Pruning: This is suitable for your plant to maintain its shape and size. Removing dead and dying leaves or stems from your plant also helps in making sure that you avoid the spread of pests and diseases. It also ensures that your plant is distributing the proper nutrients to all its body parts.
DO YOU KNOW? Caring (propagating, pruning/trimming, beheading, watering, …) is a set of skills that is widely applicable to succulents. Read the in-depth guide here >>Richard Miller – Succulent City
Pests And Diseases
Root rot is among the common diseases of Aeonium Kiwi. As mentioned a while ago, overwatering affects your succulents, and it is crucial to avoid this as plants that experience overwatering do not recover fully. Watch out for the common signs of root rot, such as soggy leaves and stems, yellowing, wilting, and black roots. In terms of pests, watch out for mealybugs and aphids. These are sap-sucking pests that take up too many nutrients from your Aeonium Kiwi.
Leaves falling off: This is the most common symptom of your plant’s dormancy. It is imperative to watch out for all other changes in your plant to prevent further damage. At this point, usually, the leaves of your Aeonium Kiwi are already crispy brown.
Losing Color: This problem is usually a sign of overwatering. Follow the proper soak and dry method to avoid this. You may also want to transfer your Aeonium Kiwi to check its current soil and pot quality. Aside from proper watering, it is also crucial that you use a pot with enough holes and well-draining soil to allow the flow of water out of your pot easily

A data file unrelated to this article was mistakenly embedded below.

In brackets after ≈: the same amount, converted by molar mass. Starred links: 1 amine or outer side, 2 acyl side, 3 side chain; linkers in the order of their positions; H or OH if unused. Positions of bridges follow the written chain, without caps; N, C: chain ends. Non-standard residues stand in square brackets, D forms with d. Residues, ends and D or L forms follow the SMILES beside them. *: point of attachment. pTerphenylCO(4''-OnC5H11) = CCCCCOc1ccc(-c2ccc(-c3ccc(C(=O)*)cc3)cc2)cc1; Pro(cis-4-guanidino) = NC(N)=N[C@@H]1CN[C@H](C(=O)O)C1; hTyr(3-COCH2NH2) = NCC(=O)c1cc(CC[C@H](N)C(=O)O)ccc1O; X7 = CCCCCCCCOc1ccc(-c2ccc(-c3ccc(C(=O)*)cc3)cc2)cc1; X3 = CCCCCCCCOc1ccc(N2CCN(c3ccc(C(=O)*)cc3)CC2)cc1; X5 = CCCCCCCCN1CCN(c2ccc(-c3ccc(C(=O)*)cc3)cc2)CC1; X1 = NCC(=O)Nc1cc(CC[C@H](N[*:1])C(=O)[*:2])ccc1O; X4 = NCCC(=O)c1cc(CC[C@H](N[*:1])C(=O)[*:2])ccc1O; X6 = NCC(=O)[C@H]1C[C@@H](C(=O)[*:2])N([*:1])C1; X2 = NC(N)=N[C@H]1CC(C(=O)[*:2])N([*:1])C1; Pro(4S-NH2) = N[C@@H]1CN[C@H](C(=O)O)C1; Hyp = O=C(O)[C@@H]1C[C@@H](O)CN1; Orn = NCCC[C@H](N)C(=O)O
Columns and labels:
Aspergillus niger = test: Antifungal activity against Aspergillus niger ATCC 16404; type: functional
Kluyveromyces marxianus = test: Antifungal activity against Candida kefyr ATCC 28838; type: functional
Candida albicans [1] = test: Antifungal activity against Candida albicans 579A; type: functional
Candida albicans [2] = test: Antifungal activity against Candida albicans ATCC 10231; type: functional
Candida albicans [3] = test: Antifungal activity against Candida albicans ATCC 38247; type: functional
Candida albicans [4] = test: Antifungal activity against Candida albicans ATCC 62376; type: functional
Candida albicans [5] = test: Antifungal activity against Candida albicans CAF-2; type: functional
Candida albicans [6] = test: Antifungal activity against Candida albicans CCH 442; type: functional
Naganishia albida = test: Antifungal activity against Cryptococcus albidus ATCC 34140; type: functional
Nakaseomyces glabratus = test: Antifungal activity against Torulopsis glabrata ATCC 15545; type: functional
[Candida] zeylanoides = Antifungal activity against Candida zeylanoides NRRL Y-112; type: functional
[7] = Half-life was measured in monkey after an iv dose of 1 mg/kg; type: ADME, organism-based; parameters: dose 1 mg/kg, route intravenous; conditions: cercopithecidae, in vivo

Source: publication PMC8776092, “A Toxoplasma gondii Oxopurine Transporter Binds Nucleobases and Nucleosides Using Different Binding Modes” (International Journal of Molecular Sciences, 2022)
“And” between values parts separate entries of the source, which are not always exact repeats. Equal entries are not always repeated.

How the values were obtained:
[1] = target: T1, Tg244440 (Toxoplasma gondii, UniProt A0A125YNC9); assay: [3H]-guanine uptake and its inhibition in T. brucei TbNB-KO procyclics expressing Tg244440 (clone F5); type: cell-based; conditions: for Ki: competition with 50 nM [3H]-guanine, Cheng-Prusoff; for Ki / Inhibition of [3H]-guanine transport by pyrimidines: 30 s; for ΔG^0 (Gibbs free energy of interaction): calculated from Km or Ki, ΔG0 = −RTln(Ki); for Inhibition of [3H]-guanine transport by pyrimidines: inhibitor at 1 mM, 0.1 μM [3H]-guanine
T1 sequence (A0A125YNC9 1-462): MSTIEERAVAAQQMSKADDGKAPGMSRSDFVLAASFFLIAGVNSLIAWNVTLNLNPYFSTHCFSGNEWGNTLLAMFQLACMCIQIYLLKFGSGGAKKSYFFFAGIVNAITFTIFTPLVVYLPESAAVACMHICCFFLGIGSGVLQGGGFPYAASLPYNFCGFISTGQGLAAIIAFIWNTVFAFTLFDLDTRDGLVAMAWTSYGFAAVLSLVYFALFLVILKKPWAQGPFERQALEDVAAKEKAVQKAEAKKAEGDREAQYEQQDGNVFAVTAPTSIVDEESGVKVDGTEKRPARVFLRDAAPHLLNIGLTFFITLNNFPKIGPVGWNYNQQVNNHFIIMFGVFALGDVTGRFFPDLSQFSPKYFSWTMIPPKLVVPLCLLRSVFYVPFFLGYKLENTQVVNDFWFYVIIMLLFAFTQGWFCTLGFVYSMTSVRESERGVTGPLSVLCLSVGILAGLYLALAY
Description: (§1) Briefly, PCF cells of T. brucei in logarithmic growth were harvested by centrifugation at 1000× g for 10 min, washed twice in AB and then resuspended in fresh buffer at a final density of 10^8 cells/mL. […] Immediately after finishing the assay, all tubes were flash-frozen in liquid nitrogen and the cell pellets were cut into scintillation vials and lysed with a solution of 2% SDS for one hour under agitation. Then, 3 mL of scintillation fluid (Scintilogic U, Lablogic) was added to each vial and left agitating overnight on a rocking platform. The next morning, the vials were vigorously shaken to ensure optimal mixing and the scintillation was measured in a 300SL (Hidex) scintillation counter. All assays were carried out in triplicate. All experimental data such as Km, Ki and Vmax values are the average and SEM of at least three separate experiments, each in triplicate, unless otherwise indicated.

Brown Spots: This could be due to stress, overwatering, high humidity, or fungus. Brown spots on the base of your Aeonium Kiwi are alarming, and you need to take urgent care of your succulent already
Stretched-out stems: Leggy stems can signify a lack of sunlight. This typically happens when your succulent tries to go after the sunlight direction. Because of this repeating movement, the stems of your Aeonium Kiwi are forced to stretch out.
How To Propagate Aeonium Kiwi
This type of plant can be propagated in three different ways:
Cuttings – Among the most common methods to propagate your plant is through cuttings. Cut off a branch, and let it be callous for a few days before planting. It is advisable to propagate your Aeonium Kiwi during the winter season
Offsets – The offsets method might be the easiest way to propagate your Aeonium Kiwi. For this one, your succulent does all the work, almost. Aeonium Kiwi can be top-heavy and starts to bend down to the ground. When this scenario continues, the Aeonium Kiwi will continue growing and rooting the plant. After some time, you can now then separate the offsets from the mother plant using clean, sharp garden scissors
Seeds – Propagation through seeds is the most complex and time-consuming way to propagate your Aeonium Kiwi. It is also not recommended as it takes too much time and has less probability of success. To do this, take a pinch of Aeonium Kiwi seeds and spread it on well-draining soil. Wait for the seeds to germinate. Once you see baby sprouts, provide all the care tips mentioned for your Aeonium Kiwi.
We hope you will appreciate your Aeonium Kiwibetter by the end of this article. This lovely garden succulent can add color to your space. Its tri-color characteristic is one of its best features. We can’t wait to see your succulent thrive! We hope that through this article, you can adequately take good care of your Aeonium Kiwi.
Hey everyone! Welcome to Succulent City! We are all about succulents, cacti, and a bit about air plants. Ten years back, in 2013, we began the journey with succulents. It started as a simple hobby, crafting and selling charming succulent-themed pins and decorations. But as time passed, our fascination with these remarkable plants grew, and we gained extensive knowledge about them. Therefore, Succulent City is the blog as you see it is now. Enjoy your visit and happly planting!